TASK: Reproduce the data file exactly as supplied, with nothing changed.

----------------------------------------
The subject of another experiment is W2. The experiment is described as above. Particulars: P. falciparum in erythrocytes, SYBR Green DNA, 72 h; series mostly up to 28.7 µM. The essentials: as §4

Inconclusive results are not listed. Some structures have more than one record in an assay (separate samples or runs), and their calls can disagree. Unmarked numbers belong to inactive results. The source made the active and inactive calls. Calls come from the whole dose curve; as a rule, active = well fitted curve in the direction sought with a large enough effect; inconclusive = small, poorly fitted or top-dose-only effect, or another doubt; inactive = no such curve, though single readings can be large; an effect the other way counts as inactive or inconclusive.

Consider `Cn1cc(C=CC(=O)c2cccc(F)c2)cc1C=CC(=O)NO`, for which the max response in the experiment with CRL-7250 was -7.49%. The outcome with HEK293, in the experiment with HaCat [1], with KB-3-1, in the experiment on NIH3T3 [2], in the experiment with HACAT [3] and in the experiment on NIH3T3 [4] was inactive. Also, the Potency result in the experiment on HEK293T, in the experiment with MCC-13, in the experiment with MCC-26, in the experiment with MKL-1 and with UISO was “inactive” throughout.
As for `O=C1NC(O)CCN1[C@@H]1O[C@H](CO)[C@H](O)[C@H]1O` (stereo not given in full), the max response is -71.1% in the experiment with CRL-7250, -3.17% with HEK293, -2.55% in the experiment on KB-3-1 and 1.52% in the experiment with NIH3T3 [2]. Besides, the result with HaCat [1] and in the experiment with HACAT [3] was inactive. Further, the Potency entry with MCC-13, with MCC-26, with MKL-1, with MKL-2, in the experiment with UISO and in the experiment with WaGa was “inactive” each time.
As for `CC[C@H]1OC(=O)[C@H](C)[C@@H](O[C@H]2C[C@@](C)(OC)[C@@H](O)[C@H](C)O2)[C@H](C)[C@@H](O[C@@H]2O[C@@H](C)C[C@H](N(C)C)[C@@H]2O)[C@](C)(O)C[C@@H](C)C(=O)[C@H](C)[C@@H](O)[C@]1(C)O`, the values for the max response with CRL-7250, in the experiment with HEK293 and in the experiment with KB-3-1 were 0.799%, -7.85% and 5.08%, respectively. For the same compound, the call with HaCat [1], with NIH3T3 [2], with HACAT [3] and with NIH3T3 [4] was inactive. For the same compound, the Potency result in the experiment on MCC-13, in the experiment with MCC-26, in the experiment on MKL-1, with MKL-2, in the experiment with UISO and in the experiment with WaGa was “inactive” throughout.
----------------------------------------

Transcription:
The subject of another experiment is W2. The experiment is described as above. Particulars: P. falciparum in erythrocytes, SYBR Green DNA, 72 h; series mostly up to 28.7 µM. The essentials: as §4

Inconclusive results are not listed. Some structures have more than one record in an assay (separate samples or runs), and their calls can disagree. Unmarked numbers belong to inactive results. The source made the active and inactive calls. Calls come from the whole dose curve; as a rule, active = well fitted curve in the direction sought with a large enough effect; inconclusive = small, poorly fitted or top-dose-only effect, or another doubt; inactive = no such curve, though single readings can be large; an effect the other way counts as inactive or inconclusive.

Consider `Cn1cc(C=CC(=O)c2cccc(F)c2)cc1C=CC(=O)NO`, for which the max response in the experiment with CRL-7250 was -7.49%. The outcome with HEK293, in the experiment with HaCat [1], with KB-3-1, in the experiment on NIH3T3 [2], in the experiment with HACAT [3] and in the experiment on NIH3T3 [4] was inactive. Also, the Potency result in the experiment on HEK293T, in the experiment with MCC-13, in the experiment with MCC-26, in the experiment with MKL-1 and with UISO was “inactive” throughout.
As for `O=C1NC(O)CCN1[C@@H]1O[C@H](CO)[C@H](O)[C@H]1O` (stereo not given in full), the max response is -71.1% in the experiment with CRL-7250, -3.17% with HEK293, -2.55% in the experiment on KB-3-1 and 1.52% in the experiment with NIH3T3 [2]. Besides, the result with HaCat [1] and in the experiment with HACAT [3] was inactive. Further, the Potency entry with MCC-13, with MCC-26, with MKL-1, with MKL-2, in the experiment with UISO and in the experiment with WaGa was “inactive” each time.
As for `CC[C@H]1OC(=O)[C@H](C)[C@@H](O[C@H]2C[C@@](C)(OC)[C@@H](O)[C@H](C)O2)[C@H](C)[C@@H](O[C@@H]2O[C@@H](C)C[C@H](N(C)C)[C@@H]2O)[C@](C)(O)C[C@@H](C)C(=O)[C@H](C)[C@@H](O)[C@]1(C)O`, the values for the max response with CRL-7250, in the experiment with HEK293 and in the experiment with KB-3-1 were 0.799%, -7.85% and 5.08%, respectively. For the same compound, the call with HaCat [1], with NIH3T3 [2], with HACAT [3] and with NIH3T3 [4] was inactive. For the same compound, the Potency result in the experiment on MCC-13, in the experiment with MCC-26, in the experiment on MKL-1, with MKL-2, in the experiment with UISO and in the experiment with WaGa was “inactive” throughout.